Smith claims that his Harlem Joys is modern-sounding for its time, but it’s not as advanced as several James P. Johnson pieces of the same vintage, though still good.

Smith’s first rendition of Sweet Georgia Brown serves as a perfect example of how he rewrote tunes as he played them, changing the harmony, rhythm and even the basic layout of the melody as he went along. Jones somehow manages to follow his train of thought on the drums. The second take, much faster, is more conventional but still rather exciting. By the time you hear his second reminiscence in the second set, you come to realize that this is, in a sense, Smith’s version of Morton’s Library of Congress recordings: reminiscing about the players and songwriters he knew way back when, and giving you examples of their music in his own style. After You’ve Gone is also taken at a more relaxed pace than you normally hear it, and he moves smoothly from this piece into I Ain’t Got Nobody. In the French song La Madelon, Smith and Jones move into a loping 6/8 tempo, strange indeed for stride jazz, and this tempo morphs into a 6/8 march as it moves along, suddenly becoming a stride-swing piece in the second half.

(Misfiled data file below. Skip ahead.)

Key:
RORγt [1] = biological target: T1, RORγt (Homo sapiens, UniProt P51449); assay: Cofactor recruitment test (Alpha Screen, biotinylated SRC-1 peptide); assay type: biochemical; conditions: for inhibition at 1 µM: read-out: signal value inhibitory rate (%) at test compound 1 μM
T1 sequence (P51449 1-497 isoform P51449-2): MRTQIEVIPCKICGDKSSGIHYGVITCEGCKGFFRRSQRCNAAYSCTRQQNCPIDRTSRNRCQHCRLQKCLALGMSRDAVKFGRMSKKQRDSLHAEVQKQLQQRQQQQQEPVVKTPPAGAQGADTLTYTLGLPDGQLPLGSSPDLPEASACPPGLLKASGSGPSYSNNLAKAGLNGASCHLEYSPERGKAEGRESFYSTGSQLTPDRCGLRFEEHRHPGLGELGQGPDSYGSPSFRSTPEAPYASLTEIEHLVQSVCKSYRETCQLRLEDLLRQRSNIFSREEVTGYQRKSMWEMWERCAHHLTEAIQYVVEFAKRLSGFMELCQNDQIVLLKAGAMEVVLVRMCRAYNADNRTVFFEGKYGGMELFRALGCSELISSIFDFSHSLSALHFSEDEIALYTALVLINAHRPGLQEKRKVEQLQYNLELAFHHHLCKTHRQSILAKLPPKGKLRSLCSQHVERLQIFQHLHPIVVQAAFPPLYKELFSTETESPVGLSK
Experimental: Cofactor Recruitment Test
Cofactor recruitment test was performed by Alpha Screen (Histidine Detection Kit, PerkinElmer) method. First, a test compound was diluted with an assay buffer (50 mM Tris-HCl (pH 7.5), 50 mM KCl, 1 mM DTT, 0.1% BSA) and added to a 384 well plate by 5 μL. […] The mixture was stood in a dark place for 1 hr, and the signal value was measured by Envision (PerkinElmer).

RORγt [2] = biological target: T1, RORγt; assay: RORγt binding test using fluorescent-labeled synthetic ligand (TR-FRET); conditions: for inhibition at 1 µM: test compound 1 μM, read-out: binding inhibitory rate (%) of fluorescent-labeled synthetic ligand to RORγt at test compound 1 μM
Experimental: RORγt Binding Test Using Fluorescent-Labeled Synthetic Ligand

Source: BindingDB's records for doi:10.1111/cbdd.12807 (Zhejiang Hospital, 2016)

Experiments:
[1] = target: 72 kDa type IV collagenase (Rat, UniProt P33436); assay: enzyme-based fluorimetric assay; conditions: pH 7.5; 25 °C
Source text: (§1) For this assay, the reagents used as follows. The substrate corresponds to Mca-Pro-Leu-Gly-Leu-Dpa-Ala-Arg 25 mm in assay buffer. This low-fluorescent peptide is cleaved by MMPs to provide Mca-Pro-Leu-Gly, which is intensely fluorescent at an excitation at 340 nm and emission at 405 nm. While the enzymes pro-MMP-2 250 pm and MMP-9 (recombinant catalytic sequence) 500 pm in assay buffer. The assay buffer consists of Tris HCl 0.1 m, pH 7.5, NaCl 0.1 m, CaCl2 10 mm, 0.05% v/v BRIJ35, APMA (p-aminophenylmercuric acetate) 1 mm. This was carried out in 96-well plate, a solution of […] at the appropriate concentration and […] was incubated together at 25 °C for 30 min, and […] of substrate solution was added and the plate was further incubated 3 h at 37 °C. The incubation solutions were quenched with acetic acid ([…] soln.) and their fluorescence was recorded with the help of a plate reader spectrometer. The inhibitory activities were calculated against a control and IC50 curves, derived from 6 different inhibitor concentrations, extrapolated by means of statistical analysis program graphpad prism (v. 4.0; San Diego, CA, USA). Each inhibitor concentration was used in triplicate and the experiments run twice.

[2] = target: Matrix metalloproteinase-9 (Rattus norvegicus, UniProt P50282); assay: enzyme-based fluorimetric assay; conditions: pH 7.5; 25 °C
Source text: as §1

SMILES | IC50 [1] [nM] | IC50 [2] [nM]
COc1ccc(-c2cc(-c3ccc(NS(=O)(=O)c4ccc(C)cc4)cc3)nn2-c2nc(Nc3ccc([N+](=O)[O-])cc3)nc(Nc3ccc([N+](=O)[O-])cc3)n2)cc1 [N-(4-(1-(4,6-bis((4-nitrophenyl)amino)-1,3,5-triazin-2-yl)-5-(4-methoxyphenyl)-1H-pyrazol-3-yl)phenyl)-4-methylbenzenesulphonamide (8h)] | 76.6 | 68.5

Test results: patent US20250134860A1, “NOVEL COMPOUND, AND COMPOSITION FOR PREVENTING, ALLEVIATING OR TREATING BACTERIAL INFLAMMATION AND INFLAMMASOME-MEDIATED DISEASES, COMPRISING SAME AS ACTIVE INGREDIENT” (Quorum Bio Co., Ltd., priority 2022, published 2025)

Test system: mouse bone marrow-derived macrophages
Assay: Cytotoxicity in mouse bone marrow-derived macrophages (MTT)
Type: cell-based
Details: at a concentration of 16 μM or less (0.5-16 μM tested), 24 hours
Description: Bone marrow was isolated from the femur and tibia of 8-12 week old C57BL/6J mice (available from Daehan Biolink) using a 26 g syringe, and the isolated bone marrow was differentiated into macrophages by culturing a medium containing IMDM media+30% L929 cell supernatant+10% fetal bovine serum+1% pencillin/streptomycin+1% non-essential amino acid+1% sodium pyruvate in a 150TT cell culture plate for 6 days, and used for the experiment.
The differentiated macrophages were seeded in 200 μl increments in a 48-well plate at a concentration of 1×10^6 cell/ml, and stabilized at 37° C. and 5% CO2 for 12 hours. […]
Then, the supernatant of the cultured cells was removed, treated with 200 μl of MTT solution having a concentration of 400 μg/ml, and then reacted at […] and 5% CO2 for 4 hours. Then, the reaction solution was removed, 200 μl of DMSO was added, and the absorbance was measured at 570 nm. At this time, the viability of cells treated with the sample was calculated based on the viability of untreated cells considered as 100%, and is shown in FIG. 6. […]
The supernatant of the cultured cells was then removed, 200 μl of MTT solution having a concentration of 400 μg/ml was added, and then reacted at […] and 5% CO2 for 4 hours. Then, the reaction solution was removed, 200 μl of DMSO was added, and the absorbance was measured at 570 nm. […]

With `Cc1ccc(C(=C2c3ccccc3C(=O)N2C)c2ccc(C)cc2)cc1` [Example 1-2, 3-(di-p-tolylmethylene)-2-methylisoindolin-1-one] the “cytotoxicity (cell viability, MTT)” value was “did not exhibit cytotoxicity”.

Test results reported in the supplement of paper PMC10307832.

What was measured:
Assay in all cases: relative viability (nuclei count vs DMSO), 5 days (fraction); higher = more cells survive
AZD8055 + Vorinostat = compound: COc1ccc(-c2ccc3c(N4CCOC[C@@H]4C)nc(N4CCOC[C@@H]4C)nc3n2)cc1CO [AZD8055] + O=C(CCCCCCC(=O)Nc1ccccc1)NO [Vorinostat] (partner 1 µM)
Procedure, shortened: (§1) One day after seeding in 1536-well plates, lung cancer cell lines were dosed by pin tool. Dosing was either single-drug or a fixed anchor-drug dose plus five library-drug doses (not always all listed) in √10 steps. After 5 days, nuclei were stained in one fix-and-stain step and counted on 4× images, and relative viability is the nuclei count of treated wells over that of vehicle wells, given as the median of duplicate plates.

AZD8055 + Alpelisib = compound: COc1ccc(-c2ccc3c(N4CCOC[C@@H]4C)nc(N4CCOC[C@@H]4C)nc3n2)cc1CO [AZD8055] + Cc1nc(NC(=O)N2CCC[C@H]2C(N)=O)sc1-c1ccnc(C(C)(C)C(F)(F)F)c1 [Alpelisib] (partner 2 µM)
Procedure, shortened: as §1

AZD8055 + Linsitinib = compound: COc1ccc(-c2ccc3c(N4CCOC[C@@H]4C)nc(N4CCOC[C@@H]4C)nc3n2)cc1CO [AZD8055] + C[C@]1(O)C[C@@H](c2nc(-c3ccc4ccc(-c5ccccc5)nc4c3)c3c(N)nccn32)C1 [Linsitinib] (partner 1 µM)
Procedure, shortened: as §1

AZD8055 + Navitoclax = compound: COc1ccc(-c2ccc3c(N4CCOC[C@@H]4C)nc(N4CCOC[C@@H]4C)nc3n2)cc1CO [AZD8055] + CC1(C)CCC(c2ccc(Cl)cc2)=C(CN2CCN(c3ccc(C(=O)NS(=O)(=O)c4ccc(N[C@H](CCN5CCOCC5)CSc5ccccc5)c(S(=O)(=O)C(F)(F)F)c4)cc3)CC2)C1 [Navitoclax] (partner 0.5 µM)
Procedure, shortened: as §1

Another strange choice for a jazz pianist is Julian Robledo’s 1922 song, Three O’Clock in the Morning (recorded by both Paul Whiteman and John McCormack for Victor, and both versions hit records!). There’s not much improvisation, but he plays it well. This is, in turn, followed by Smith’s semi-boogie number, Zig Zag, and this is, indeed, a highly original and creative piece. Smith also has fun with James P.’s first hit tune, Carolina Shout. Jones has a surprisingly long drum solo on this one.